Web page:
First National Bank of Boston v. Maine - 284 U.S. 312 (1932)
U.S. Supreme Court
First National Bank of Boston v. Maine, 284 U.S. 312 (1932)
First National Bank of Boston v. Maine
Argued December 10, 1931
Decided January 4, 1932
284 U.S. 312
1. Where a stockholder dies domiciled in a state other than that in which the corporation was created and has its property, the state of his domicile has power to tax the succession to the shares by will or inheritance, but the state of the corporation cannot do so.
2. A resident of Massachusetts died there owning shares in a Maine corporation, most of the property of which was in Maine. A Massachusetts tax was assessed and paid on legacies and distributive shares made up largely of the proceeds of the stock. A like tax was assessed in Maine, from which the amount of the Massachusetts tax was deducted. Held, that the tax by Maine was invalid under the due process clause of the Fourteenth Amendment. P. 284 U. S. 326 et seq.
3. A transfer from the dead to the living of any specific property is an event single in character, and is effected under the laws, and occurs within the limits, of a particular state, and it is unreasonable, and incompatible with a sound construction of the due process clause of the Fourteenth Amendment, to hold that jurisdiction to tax that event may be distributed among a number of states. P 284 U. S. 327.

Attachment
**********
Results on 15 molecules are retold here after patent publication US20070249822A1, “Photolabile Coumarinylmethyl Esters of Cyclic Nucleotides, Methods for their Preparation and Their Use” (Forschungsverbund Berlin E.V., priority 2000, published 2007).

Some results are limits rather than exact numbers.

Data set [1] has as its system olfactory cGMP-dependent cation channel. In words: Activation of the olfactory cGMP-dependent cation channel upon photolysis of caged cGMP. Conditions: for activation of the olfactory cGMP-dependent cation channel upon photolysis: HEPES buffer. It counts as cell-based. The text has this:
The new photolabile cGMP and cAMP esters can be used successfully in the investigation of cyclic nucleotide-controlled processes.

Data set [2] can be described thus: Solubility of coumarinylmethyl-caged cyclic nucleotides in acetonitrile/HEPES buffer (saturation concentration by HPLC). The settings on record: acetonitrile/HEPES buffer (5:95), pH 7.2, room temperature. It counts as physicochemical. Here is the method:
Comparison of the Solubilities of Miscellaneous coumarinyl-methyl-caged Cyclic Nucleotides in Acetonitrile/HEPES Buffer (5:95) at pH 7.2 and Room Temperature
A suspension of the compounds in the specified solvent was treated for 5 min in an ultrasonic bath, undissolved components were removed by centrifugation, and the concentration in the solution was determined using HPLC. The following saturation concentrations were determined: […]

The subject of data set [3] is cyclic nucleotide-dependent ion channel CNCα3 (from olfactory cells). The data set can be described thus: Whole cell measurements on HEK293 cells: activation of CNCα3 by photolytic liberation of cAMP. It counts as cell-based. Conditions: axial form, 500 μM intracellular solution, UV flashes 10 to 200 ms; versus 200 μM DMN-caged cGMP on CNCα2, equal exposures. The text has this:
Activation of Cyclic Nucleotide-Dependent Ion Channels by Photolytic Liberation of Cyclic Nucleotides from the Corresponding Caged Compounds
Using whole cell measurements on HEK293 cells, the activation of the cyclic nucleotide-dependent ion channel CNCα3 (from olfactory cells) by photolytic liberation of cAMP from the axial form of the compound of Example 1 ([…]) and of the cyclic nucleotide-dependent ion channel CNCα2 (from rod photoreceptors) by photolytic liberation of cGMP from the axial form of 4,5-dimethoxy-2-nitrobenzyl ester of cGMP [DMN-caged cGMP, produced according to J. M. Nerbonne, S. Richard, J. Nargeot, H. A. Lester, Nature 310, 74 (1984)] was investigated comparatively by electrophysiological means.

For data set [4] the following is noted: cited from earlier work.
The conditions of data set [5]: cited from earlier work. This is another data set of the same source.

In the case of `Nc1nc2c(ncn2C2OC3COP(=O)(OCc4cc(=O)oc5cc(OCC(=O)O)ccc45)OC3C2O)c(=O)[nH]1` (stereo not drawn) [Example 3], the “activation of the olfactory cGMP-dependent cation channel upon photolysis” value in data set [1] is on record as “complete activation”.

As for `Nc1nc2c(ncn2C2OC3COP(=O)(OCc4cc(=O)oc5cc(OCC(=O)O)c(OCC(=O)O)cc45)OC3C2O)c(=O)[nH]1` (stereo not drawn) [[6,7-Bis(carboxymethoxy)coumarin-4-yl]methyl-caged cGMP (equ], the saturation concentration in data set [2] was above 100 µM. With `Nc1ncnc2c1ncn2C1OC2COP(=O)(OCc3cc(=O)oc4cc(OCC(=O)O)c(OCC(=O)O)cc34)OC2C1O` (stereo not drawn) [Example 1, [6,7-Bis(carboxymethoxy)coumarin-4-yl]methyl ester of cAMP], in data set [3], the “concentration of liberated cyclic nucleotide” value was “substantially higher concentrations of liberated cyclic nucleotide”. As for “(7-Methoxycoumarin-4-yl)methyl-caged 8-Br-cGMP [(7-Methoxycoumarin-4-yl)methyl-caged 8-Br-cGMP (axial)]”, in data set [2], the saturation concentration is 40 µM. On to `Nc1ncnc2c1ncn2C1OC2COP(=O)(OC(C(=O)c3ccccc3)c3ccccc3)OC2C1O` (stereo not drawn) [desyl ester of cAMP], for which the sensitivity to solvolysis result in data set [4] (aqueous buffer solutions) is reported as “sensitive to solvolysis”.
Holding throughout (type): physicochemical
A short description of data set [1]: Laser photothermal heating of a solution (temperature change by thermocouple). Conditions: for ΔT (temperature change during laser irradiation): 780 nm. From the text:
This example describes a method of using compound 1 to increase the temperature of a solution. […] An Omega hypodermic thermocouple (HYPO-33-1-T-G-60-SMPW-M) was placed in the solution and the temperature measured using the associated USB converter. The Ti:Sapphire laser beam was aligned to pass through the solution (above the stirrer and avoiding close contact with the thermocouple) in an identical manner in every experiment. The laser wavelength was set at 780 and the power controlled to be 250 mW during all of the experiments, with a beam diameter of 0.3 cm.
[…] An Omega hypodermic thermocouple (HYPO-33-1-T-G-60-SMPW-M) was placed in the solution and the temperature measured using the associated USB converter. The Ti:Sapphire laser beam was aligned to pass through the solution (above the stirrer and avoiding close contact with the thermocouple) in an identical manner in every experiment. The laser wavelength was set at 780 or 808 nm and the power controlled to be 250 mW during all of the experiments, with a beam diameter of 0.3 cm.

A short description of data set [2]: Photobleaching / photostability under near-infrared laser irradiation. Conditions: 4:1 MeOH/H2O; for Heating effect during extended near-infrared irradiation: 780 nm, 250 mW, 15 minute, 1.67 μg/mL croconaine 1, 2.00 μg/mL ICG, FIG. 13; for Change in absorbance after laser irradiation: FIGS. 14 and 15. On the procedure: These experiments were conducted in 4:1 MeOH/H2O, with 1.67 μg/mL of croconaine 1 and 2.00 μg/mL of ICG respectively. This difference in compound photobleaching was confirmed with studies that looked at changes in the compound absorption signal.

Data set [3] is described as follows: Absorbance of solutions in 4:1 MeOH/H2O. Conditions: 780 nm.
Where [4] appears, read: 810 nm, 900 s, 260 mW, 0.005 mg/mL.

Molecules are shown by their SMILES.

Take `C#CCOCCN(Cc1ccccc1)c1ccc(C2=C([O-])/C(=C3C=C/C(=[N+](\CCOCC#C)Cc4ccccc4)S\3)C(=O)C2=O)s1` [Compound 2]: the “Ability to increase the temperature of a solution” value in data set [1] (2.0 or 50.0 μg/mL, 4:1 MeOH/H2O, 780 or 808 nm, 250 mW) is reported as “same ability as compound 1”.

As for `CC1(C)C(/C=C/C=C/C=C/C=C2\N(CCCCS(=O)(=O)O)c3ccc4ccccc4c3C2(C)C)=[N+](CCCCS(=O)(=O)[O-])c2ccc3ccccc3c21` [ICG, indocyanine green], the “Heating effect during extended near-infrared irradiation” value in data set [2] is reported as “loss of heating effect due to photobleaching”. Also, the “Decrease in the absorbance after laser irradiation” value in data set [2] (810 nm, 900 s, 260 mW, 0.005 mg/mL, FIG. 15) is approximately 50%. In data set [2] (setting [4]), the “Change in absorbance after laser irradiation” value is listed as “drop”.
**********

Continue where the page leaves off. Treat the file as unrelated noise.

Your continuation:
4. The considerations that justify application of the maxim mobilia sequuntur personam to death transfer taxes imposed in respect of bonds, certificates of indebtedness, notes, credits, and bank deposits apply, with substantially the same force, in respect of shares of corporate stock. Id.
5. Ownership of shares by the stockholder and ownership of the capital by the corporation are not identical. The former is an individual interest giving the stockholder a right to a proportional part of the dividends and the effects of the corporation when dissolved, after payment of its debts. And this interest is an incorporeal property right which attaches to the person of the owner in the his domicile. P. 284 U. S. 330.
6. The fact that the property of the corporation is situated in another state affords no ground for the imposition by that a death tax upon the transfer of the stock; nor does the further fact of incorporation under the laws of that state. Id.
7. Power of state of incorporation to tax stock transfers and issue of new certificate distinguished. P. 284 U. S. 330.
8. The question whether shares of stock, as well as other intangibles, may be so used in a state other than that of the owner's domicile as to give them a situs there for tax purposes analogous to the actual situs of tangible property is not here presented. P. 284 U. S. 331.
130 Me. 123, 154 A. 103, reversed.
Appeal from a judgment sustaining a succession tax. An action in debt brought by the state to collect the tax was referred upon an agreed statement of facts to the Supreme Judicial Court.